A Contagion of Laughter Hits Loy Norrix

Sidney Richardson

A diverse cast of hilarious characters have come together to bring laughs to Loy Norrix.

The 2016-2017 Loy Norrix Improvisational Theatre (Improv) Team is loaded with different personalities and people of varying backgrounds. Comprised of senior Jaylan Shields, juniors Lydia Achenbach, Victor Moss, Bonnie Bremer, Sebastian Rodriguez, Joey Welch, JT Mitchell, and sophomore Abby Hauke, the youth and talent of the group is very encouraging.
I feel old. It’s refreshing and honestly teaches me a lot about what’s relevant to today’s youth. I might let a ‘YOLO’ slip out every now and then,” said Loy Norrix drama teacher and improv coach Paige O’Shea, “And they quickly remind me that I am out of date. The team has a handful of juniors, and while Jaylan is our only senior, everyone treats each other as equals. They are all mature people, so the age/grade difference isn’t ever an issue. If anything, it’s helpful to have all the energy and experience that each teammate brings.”
Improv is a kind of acting where the majority of the show is created at the moment of performance. In improv there is no real set plot line. Often called acting in it’s purest form, improv isn’t for the faint of heart, as going on stage without knowing exactly what they are going to perform is nerve-wracking.
Participating takes a sense of courage and a sense of humor, not just to entertain the audience but in order to laugh at themselves should they make a mistake. The great thing about improv, however, is that a “mistake” doesn’t have to be a mistake thanks to the lack of structure.
“[The hardest part is] always making sure that you’re on your game and making sure the next thing you say is funny and can lead to another storyline for someone to pick up on, so it’s not a one man show,” said junior Joey Welch.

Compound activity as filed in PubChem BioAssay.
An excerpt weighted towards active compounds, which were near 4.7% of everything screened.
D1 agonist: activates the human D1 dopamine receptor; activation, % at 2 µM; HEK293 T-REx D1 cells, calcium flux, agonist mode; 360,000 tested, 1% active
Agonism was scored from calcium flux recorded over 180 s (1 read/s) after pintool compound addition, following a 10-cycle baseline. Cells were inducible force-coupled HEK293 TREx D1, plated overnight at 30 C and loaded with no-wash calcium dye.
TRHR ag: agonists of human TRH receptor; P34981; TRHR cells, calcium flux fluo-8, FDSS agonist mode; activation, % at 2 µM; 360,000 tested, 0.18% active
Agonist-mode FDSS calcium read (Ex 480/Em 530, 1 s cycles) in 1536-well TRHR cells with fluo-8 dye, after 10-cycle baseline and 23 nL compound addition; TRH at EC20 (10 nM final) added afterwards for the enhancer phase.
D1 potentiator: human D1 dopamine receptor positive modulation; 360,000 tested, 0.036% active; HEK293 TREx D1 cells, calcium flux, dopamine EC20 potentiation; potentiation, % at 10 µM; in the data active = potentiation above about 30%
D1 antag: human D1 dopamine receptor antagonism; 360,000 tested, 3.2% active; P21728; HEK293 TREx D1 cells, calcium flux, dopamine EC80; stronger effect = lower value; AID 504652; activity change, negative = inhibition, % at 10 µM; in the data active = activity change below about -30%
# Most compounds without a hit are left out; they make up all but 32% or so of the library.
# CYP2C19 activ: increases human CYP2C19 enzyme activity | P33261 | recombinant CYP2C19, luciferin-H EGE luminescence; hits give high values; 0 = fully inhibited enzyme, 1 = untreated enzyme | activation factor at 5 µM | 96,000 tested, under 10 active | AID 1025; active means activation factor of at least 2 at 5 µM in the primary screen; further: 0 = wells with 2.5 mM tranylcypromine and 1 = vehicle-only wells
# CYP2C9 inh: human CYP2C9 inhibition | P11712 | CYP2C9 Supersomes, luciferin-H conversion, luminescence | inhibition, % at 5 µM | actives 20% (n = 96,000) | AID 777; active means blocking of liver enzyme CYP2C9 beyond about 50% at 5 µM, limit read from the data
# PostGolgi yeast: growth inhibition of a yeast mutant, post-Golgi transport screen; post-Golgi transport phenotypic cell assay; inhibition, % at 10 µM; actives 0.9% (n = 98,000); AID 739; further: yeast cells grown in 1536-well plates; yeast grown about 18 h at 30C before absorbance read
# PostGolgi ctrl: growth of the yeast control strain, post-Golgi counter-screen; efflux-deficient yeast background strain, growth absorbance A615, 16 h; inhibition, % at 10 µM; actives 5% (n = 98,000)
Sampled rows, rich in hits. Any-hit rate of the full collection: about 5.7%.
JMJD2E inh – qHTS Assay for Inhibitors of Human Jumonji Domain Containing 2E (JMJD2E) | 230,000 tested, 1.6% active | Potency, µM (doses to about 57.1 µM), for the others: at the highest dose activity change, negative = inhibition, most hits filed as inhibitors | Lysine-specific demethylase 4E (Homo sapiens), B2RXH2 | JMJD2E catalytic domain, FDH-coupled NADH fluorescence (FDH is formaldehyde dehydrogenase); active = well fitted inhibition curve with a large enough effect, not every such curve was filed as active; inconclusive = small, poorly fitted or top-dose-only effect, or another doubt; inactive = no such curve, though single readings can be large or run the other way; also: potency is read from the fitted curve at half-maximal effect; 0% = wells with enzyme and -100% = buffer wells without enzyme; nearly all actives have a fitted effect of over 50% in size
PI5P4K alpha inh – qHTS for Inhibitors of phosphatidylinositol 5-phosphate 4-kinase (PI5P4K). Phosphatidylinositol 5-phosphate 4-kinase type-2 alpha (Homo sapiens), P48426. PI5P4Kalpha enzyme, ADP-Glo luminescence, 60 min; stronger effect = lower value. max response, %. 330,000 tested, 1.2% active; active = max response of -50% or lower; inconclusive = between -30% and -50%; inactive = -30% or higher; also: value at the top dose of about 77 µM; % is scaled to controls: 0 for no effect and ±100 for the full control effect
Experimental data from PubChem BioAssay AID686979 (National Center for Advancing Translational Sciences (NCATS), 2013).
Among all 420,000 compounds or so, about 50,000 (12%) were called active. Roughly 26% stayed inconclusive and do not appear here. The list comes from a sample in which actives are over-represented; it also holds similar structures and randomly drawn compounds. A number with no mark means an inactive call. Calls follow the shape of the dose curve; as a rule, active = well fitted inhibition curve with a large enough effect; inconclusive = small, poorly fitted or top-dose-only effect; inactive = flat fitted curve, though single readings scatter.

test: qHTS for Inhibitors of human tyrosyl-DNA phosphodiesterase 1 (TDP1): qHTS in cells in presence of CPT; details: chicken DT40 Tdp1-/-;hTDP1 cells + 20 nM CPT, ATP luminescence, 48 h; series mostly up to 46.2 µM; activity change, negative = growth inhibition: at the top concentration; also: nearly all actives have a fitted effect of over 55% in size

The improv team puts on shows throughout the school year that are open to the public. The group performs loosely structured skits and plays games with the audience. There’s no guarantee about the improv teams performances other than the fact that you’ll laugh and have a good time.
We range from what is seen on TV, like SNL and Who’s Line is it Anyway?, to games that are created by well-respected thespians. We try to stick to true improv – meaning no rehearsed lines, no props, character based games versus the more scripted skits. We do usually plan a skit for each of our shows but we don’t have memorized lines or elaborate stories, we like to stay in the moment and true to the craft,” explained O’Shea. “Some of the games require all of the team, and some only require two or three [members]. We make sure that all of the teammates know how the game goes and all of them are trained in knowing the structure of the game.”
The group’s energy is truly contagious and just being around them is almost a guarantee of laughs. You can tell how they’ve grown together into their own little family by the way they take pictures, weirdly enough. When asked to take a group photo, the group lit up and made a complete photo shoot out of it, posing in a pyramid, a “prom pose,” and an Addams Family type pose.
“I love that I can have fun and be able to express myself freely,” said senior Jaylan Shields.
At the epicenter of this joyous family is their advisor, O’Shea. O’Shea is a second year teacher here at Loy Norrix and has brought an energy to Loy Norrix that students love.
In addition to teaching and coaching the improv team, O’Shea oversees the Forensics team and works with choir teacher Julie Pellegrino on the school plays and musicals. She brings out the best in her students and helps them out of their shells to try new things. For example she coaxed a talented senior, Giovani Diaz to try out for the multiple team for forensics. From there, she got him to try out for the musical, “High School Musical,” where he landed a lead role as Chad. Coaching and helping kids is very near and dear to her heart. Being able to make this impact through improv adds to the joy as it has been a staple in her own life for a little while now.
Improv has been a part of my life since I was younger. I was the captain on my improv team in high school and I have always enjoyed it,” said O’Shea, “when the opportunity opened for me to coach at Loy Norrix, I had to jump on it. Coaching Improv is easily one of the highlights of my career. In college, I took a handful of classes and worked with local improv troupes and took a workshop at UCB [Upright Citizens Brigade] in NYC which was awesome.”
Improv attracts a lot of Loy Norrix’s comedians. Being funny is such a big part of being able to thrive and succeed in this area of acting. So naturally, many of the team’s members joined because they thought they had a unique sense of humor.
“I joined improv because I thought that I was kind of witty and people have said that I’m funny so I thought I’d give it a try,” said junior Victor Moss.